|Critics Say Too Much Money Spent on AIDS Compared to Other Diseases|
A grassroots movement to pressure Congress to base funding for disease research on mortality rates would sharply reduce levels of public funds spent for AIDS research and treatment.
One method of comparing research funding for various diseases is to calculate how much money is spent for every death caused by each disease.
The number of deaths has fallen from a high of 50,260 in 1995 to 15,245 in 2001. Despite the dramatic decline in deaths, funding for AIDS research and treatment has skyrocketed-largely as a result of successful lobbying by AIDS advocacy organizations.
Dr. Richard Darling, a California dentist who is spearheading the movement, calls it "grossly unfair" that money spent on AIDS exceeds the amount spent on illnesses such as heart disease, which kills more than 700,000 annually. "The entire allocation system is outrageously biased towards AIDS," said Dr. Darling. "The system is extremely unfair to heart disease, liver disease, diabetes, breast cancer, prostate disease, Alzheimer s and leukemia."
The National Institutes of Health will spend $2.5 billion for AIDS research this year, compared with $1.9 billion for cardiovascular diseases. Other diseases that receive far few research dollars include:
* Cancer: The second leading cause of death in the United States, 549,838 people died of cancer in 1999. NIH is funding the National Cancer Institute at an estimated $4.2 billion in 2002-or $7,713 for each death from cancer.
* Breast Cancer: With 180,000 new cases each year, breast cancer is the leading cause of death among American women who are 40-55 years of age. Each year about 46,000 women die of the disease. The NIH is currently spending $396 million on breast cancer research-or $8,608 per death from the disease.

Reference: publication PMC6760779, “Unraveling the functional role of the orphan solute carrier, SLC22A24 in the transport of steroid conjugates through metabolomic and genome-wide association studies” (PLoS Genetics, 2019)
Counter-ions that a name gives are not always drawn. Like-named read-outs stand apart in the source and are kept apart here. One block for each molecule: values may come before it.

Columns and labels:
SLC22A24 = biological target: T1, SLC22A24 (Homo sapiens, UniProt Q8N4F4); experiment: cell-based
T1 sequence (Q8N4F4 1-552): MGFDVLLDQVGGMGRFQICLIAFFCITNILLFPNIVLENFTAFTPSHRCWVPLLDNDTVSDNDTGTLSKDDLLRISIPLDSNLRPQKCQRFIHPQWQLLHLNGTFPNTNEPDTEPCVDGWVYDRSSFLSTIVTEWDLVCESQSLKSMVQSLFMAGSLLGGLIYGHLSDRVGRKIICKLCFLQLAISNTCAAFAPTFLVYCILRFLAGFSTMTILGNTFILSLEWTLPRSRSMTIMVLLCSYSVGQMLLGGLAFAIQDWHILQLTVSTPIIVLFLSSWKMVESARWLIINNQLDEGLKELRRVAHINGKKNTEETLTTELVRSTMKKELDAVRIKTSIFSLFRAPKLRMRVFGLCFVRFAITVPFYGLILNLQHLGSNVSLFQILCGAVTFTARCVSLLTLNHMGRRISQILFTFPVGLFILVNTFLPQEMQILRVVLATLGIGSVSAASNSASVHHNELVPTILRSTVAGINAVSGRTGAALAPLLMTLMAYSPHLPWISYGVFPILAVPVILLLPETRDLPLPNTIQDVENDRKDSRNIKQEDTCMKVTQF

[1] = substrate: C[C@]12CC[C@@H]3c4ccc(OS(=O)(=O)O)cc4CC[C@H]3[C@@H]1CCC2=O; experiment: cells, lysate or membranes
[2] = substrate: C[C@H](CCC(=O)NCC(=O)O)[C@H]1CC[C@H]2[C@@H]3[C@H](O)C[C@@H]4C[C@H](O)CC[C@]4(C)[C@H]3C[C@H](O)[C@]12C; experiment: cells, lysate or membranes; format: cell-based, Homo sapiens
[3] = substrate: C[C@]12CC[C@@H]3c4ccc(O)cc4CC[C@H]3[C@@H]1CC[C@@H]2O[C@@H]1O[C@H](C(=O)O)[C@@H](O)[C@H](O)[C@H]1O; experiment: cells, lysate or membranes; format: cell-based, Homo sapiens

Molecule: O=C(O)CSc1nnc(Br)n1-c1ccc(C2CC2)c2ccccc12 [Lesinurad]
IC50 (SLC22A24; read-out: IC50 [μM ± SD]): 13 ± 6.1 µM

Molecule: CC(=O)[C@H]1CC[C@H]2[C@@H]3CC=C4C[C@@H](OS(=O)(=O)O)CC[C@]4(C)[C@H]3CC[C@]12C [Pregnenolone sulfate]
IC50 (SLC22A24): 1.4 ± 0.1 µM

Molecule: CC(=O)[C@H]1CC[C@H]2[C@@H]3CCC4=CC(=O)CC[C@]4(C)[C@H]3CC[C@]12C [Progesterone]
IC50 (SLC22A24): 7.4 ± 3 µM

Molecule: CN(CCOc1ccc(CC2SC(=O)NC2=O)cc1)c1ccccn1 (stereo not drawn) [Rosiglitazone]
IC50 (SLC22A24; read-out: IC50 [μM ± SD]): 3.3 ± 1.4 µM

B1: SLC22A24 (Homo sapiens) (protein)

* Diabetes: According to the Centers for Disease Control and Prevention, 7 million Americans have diabetes-the sixth leading cause of death in the United States. In 1999 64,751 people died from complications associated with diabetes. The NIH has budgeted $450 million for diabetes research-or $6,949 per death from diabetes.
Despite the fact that since 1998 AIDS has not been on the list of the top 15 causes of death in America, the current NIH AIDS research budget amounts to an astounding $164,000 per AIDS death. This figure does not include the public monies spent to treat AIDS through the federal Ryan White Comprehensive AIDS Resources (CARE) Act. Funding for CARE is currently $1.8 billion.
The imbalance in funding for research is particularly striking in light of the fact that the primary risk factors for contracting AIDS are voluntary behaviors that are already well known. In the United States, a majority of AIDS cases result from men having sex with men or from illegal use of intravenous drugs.
Rep. Ernest Istook (R-Okla.) recently voiced support for Dr. Darling s concerns: "If you have the politically correct disease, the prospect of getting federal funding to help find the cure are 100 times greater than if you have some other disease, even though it may be much more common."